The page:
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The Impact of the Kyrie Irving and Kevin Durant Trades on the Dallas Mavericks and Phoenix Suns

Harry Murphy

Kyrie Irving and Luka Donic after a game between the Dallas Mavericks and the Brooklyn Nets before Kyrie was traded to the Mavericks.

In January 2021, the Brooklyn Nets built an offensive powerhouse by acquiring James Harden for a handful of first round picks and young assets. This trade resulted in a team that consisted of three of the most prolific scorers and highlight machines in the league. As a trio, they were uber successful. They were 13-3 in total, 8-2 in the regular season and 5-1 in the playoffs, destroying teams through offensive firepower and dominating the eventual champion Milwaukee Bucks in the conference semifinals together. However, this team did have a downfall; they were constantly injured. On average, the three of them played 55% of the available games in both the 2020-21 and 2021-22 seasons. When the Nets gave up on their trio, they got Ben Simmons in return, who was mentally and physically shattered, never living up to the expectations in Brooklyn. Among both on-court unavailability and off-court problems, the Nets then decided to move on from their core, sending Kyrie Irving to the Dallas Mavericks and Kevin Durant to the Phoenix Suns.

Led by Luka Doncic, the Mavericks reached the conference finals in last year's playoffs, putting up a valiant effort against the future champion Golden State Warriors in a thrilling seven game series against the Suns. Recently, the 2022-23 season has seen the Mavericks sustain a slightly above .500 record with Luka Doncic. With these records, Doncic put himself back into MVP conversations once again, averaging 33 points 8 rebounds and 8 assists. However, it has been historically evident that a heliocentric offense does not win championships; take for example, the James Harden Houston Rockets, the 2018 Cleveland Cavaliers, and the 2016 Oklahoma City Thunder. With history strongly against their favor, the Mavericks were forced to make a move for a second star to both appease Luka Doncic and fully open up their title window.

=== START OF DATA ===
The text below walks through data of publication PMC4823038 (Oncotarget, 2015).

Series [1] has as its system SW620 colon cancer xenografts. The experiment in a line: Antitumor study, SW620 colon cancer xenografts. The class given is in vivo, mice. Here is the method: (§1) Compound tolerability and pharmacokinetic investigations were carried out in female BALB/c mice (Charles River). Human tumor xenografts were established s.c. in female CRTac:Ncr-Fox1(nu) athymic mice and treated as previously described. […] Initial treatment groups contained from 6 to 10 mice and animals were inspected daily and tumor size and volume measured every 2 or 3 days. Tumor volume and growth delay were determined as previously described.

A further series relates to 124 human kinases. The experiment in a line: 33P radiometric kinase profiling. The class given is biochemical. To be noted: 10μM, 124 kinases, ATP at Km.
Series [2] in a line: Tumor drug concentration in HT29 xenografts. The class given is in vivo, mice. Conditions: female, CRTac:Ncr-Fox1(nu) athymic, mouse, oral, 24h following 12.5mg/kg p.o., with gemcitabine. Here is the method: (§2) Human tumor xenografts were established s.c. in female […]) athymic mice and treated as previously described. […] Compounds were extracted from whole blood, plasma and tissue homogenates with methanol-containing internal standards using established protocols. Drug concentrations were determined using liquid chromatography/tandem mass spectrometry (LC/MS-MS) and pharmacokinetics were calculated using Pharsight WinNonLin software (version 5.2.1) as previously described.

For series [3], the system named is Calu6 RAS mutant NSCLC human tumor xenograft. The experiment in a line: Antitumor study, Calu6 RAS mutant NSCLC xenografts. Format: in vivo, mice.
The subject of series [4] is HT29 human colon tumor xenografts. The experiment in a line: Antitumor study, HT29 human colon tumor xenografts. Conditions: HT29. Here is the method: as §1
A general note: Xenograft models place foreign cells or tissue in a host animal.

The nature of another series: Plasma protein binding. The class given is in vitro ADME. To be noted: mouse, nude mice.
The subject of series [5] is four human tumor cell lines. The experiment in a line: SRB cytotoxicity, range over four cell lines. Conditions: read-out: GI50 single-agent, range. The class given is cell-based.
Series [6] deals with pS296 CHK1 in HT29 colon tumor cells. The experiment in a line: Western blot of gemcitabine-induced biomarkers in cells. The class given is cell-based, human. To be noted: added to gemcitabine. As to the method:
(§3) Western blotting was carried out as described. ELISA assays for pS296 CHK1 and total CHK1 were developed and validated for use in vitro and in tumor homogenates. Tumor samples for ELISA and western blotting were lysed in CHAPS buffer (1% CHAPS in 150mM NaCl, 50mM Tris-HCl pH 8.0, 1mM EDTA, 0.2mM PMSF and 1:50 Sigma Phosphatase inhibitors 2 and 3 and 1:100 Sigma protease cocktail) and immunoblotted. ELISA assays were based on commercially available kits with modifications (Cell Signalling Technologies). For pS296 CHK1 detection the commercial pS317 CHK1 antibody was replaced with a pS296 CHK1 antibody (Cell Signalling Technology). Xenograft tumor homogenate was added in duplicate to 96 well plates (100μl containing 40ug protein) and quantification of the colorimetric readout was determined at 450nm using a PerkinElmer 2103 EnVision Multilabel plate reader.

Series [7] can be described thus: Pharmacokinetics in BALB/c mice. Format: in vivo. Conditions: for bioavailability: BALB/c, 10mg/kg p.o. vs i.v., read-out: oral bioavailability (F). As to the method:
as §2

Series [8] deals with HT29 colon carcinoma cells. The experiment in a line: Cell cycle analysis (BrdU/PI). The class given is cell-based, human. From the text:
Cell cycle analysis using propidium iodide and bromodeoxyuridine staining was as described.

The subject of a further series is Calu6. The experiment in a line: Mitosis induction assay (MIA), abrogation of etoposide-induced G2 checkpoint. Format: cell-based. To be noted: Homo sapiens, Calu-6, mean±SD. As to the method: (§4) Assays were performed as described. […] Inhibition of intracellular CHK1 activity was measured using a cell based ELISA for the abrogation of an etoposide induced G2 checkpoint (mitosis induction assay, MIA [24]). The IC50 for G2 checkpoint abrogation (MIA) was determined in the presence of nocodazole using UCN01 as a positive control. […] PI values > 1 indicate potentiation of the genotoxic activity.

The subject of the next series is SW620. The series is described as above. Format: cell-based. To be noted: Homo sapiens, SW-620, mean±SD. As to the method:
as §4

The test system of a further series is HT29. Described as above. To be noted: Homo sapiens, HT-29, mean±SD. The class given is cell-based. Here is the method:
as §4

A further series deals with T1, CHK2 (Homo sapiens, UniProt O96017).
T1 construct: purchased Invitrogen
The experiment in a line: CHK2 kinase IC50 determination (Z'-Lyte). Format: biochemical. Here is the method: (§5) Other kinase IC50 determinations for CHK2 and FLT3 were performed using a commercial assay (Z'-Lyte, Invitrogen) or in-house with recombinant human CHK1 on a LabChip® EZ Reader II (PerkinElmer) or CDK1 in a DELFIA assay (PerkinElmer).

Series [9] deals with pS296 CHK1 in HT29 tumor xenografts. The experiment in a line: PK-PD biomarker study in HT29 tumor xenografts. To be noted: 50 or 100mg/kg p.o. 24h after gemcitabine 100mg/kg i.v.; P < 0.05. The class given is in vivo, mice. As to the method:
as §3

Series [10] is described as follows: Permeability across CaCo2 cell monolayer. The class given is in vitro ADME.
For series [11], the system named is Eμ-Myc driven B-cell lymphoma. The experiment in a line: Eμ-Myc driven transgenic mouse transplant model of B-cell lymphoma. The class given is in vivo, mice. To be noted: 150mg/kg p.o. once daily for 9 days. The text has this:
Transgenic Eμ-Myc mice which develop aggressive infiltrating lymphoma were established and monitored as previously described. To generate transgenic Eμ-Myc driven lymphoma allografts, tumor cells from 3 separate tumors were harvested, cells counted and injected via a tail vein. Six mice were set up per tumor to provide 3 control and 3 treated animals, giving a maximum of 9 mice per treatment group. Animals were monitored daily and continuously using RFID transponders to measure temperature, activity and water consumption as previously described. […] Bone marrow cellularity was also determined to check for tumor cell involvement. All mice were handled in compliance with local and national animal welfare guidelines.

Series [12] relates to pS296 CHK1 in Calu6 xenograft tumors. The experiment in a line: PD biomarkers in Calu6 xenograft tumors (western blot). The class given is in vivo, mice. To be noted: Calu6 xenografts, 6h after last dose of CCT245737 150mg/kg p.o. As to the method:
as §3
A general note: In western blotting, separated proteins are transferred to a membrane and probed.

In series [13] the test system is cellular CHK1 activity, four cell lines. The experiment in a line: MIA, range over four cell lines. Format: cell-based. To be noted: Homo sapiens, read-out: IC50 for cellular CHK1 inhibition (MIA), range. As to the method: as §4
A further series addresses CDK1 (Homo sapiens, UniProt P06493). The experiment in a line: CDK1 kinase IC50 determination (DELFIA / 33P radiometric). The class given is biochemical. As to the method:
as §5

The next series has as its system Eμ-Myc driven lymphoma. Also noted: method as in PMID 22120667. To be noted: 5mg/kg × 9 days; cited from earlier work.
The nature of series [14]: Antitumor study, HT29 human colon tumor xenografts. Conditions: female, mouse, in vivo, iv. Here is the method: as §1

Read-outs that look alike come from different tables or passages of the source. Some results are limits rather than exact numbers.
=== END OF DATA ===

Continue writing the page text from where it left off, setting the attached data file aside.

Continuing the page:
The second star: Kyrie Irving. Irving is an efficient and dynamic 3-level scoring point guard. He has averaged 28 points per game on great efficiency this year. Though many are concerned with the idea of two ball dominant players being on the same team, and the possibility of them detracting from each other's success, that will not be the case for this duo. First, watching Luka Doncic play clearly shows that he has too much offensive burden. He frequently tires out in the second half of games, which visibly impacts his defensive motor and impact. Second, Kyrie Irving has proven multiple times his capability to excel in a secondary ball handler situation, both with James Harden and Lebron James. With Kyrie Irving and Luka Doncic surrounded by Christian Wood, Tim Hardaway Jr., and Reggie Bullock, the Dallas Mavericks are sure to be an elite shooting offense. However, the question of defense still remains. The Mavericks only redeemable defensive attribute is their head coach Jason Kidd, who may be able to keep them at best slightly below average defensively. Regardless, the Mavericks will be an amazing watch for any NBA fan, and their path to lifting the Larry O’brien trophy is outgunning every other team offensively.

In terms of the Phoenix Suns, the team was coming off a finals appearance two years ago and a relatively successful playoff run last year. Despite their recent success, point guard Chris Paul is aging and it was imperative to take advantage of their closing championship window as soon as possible. They did so by making a blockbuster trade for NBA superstar Kevin Durant. In return, they let go of Cam Johnson and Mikal Bridges, both extremely impactful players, and a load of first round picks. They now have a stacked core of Chris Paul, Devin Booker, Deandre Ayton, and Kevin Durant. On paper, there doesn’t seem to be many questions regarding the potential success of the team. They have arguably the smartest point guard of all time at the helm, Chris Paul, who will surely lead a structured and efficient offense. Devin Booker and Kevin Durant are also both world class 3-level scorers who can operate on and off the ball. Furthermore, Deandre Ayton will be a constant lob threat and brick wall setting screens on offense, and is essentially the prototype play finisher.

Defensively, Chris Paul is far from what he once was, but both Kevin Durant and Devin Booker are above average man defenders. Nonetheless, with Deandre Aytons staggering presence in the middle, providing some of the best rim protection in the league, all of their weaknesses are covered. The main problem with the Suns is the evident lack of ability past their four star players. But it wouldn’t be something to worry about very much, given their elite coaching staff, Monty Williams will be able to make the best out of average players, especially when being helped out by Chris “Point God” Paul.

Basketball is a stars game, especially come playoff time, so it is safe to say the Suns and the Mavericks have cemented themselves as contenders for the Western Conference and maybe even the NBA finals.


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